A Brief History of African-American Film

A Brief History of African-American Film

In honor of the recent MLK holiday and Black History Month, we've decided to highlight a handful of films that illuminate the African-American experience from past to present, films that illuminate the journey from objects of history to subjects capable of telling their own stories and creating colossal works of art and cinema.

Body and Soul (1925) • Directed by novelist and filmmaker Oscar Micheaux, the silent Body and Soul tells the tale of a black escaped prisoner (Paul Robeson) who cons a church congregation into believing that he is a preacher, fully intent on bilking his followers of their savings. Micheaux is considered to be the first major African-American filmmaker. Body and Soul is Robeson's debut. Due to his outspoken criticism of the United States government, Robeson was blacklisted in Hollywood during the McCarthy era, effectively sending him into early retirement.

Guess Who's Coming to Dinner (1967) • Stanley Kramer's controversial flick revolves around a well-to-do white couple who are shocked and awed upon the discovery that their daughter is engaged to a black physician named John Prentice (Sidney Poitier). Gasp! What will the neighbors think? But on a serious note, how will an interracial couple be treated by their surrounding community?

By 1967, Poitier had become a mainstream star, successfully crossing the racial barrier that had long existed throughout Micheaux and Robeson's careers. Poitier's gentle and articulate presence coaxed the white majority to begrudgingly accept him as a bonafide ambassador of American culture. At the time of filming, interracial marriage was still illegal in 17 states. Poitier should be commended for using his star power to face the pressing social issues of this particular era.

Sweet Sweetback's Baadasssss Song (1971) • This is a seminal gem shot independently in just 19 days because the Hollywood studios were too scared to financially support it. The plot involves Sweetback, a male whorehouse performer with a notoriously large phallus, who escapes from police custody for a crime he didn't commit and races his way to the freedom of the Mexican border. This Melvin Van Peebles film helped spawn the Blaxploitation film movement. While many filmgoers considered these films to be silly, escapist B-movies, the black militant heroes of these films were a direct response to the passive, conformist demeanor of Poitier's onscreen characters.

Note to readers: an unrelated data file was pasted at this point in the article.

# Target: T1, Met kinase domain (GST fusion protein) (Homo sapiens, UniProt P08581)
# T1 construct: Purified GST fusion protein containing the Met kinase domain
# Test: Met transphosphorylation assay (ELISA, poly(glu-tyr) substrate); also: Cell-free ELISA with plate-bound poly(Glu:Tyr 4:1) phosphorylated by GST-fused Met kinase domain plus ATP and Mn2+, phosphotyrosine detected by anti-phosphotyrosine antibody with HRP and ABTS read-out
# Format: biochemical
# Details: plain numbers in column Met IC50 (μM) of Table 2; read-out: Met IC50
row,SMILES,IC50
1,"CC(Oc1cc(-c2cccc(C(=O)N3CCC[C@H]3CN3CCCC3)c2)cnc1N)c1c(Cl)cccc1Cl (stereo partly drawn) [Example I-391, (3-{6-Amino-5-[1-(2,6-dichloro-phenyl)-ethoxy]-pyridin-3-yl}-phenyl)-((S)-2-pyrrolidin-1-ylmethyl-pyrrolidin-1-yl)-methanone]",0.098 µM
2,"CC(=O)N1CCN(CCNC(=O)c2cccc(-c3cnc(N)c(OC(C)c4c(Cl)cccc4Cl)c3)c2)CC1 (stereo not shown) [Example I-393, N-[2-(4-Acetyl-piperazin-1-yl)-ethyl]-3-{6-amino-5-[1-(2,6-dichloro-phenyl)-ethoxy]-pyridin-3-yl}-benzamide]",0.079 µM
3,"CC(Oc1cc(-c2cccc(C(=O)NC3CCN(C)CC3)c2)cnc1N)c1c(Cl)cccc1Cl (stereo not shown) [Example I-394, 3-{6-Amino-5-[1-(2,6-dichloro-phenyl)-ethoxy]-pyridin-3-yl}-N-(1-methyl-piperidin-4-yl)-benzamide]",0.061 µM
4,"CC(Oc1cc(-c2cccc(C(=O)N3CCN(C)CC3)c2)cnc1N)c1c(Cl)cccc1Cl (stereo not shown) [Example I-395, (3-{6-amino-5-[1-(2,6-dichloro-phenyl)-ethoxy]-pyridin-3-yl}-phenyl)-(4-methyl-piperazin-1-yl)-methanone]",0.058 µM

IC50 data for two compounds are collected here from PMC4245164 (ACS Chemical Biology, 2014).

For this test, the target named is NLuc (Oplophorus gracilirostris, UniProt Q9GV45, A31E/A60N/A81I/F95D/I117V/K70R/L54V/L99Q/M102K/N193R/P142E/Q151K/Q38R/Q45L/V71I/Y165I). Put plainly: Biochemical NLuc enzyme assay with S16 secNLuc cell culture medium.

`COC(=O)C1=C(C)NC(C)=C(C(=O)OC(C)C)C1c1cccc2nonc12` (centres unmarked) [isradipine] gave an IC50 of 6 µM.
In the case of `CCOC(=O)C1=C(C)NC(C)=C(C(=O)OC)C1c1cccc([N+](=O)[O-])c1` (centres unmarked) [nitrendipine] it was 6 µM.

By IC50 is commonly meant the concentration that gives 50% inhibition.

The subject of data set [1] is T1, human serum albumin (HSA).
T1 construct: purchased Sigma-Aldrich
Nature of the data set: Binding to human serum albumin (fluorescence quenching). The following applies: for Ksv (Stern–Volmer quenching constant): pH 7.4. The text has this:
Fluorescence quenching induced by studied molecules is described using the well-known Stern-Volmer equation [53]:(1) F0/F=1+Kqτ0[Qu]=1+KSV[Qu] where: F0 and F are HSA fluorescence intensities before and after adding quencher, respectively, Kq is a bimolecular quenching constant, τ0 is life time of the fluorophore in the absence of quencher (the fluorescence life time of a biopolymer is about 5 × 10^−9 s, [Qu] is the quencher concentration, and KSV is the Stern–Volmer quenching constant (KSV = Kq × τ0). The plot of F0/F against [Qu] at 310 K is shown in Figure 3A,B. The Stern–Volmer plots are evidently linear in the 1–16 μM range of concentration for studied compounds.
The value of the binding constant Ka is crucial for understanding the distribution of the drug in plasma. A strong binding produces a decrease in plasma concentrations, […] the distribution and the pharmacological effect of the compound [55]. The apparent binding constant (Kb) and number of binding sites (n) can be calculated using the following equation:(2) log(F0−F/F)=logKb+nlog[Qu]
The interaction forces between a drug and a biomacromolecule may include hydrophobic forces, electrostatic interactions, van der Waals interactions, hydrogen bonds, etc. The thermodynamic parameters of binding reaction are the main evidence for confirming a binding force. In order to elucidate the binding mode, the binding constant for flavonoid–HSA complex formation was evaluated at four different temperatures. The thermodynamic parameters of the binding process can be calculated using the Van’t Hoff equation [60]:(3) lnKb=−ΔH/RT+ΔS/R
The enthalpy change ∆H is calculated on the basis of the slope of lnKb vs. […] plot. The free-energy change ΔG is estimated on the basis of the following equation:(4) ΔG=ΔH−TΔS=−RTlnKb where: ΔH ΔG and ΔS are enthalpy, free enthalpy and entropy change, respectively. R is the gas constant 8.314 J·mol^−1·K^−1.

In Blaxploitation, our protagonists didn't apologize for their race. They weren't subservient to any person of any color. And they definitely did not put up with racist ideologies of would-be oppressors. For many impressionable viewers, this was the first time they saw their own pent-up frustrations catapulted onto the screen.

Menace II Society (1993) • Hailed by some as a controversial portrayal of juvenile antisocial behavior, Menace II Society didn't seem so controversial to those disadvantaged communities who directly mirrored the film's stark depictions. In essence, this film is a coming of age tale. The coming of age tales of John Hughes were widely hailed as great cinematic achievements; audiences flocked to these films because they were fun, because they were safe. Because they were white suburban teens who had middle class problems; utter survival was never at stake.

And yet, Menace is hardly ever generalized as a coming of age story, even though it explicitly involves two teenagers who are trying to find their place in the world as they transition into adulthood. The violence ripped from national headlines was just too ugly for mainstream audiences to fall behind. It made them uncomfortable. It made them want to shut their eyes and ignore this jolting portrayal of a marginalized community. And that is the problem: Ignorance is bliss.

Bamboozled (2000) • As serious as Spike Lee can be, he is no stranger to humor, having made a musical comedy about the prejudices held between light skin and dark skin African Americans (School Daze). Bamboozled is another Spike Lee comedy, a satire, which challenges the stereotypical portrayals of African Americans that were prevalent in the mass media at the time. The plot chronicles the scheme of a frustrated black producer, trying to get fired, who develops an offensive blackface minstrel television show that instantly becomes a TV ratings phenomenon. Lee's observations are remarkably well-thought-out and sadly realistic. Although veiled in comedy, this film is a call to action for filmmakers and gatekeepers alike to change America's skewed view of African-American culture by producing positive and accurate depictions of blacks in all forms of visual media.

Selma (2014) • Nominated for two Oscars including Best Picture, Selma chronicles the struggles encountered by Dr. Martin Luther King, Jr. and the Southern Christian Leadership Conference activists who attempted to march from Selma, Alabama, to the state capital of Montgomery in order to secure equal voting rights for African Americans. However, as the devastating events in Ferguson have demonstrated, it is clear that institutional racial injustice still continues to infest our nation's façade of equality for all. Despite the downbeat odor of current national events, Selma is an uplifting embodiment of what the joyous human spirit can accomplish when like-minded individuals refuse to give up on their dreams.

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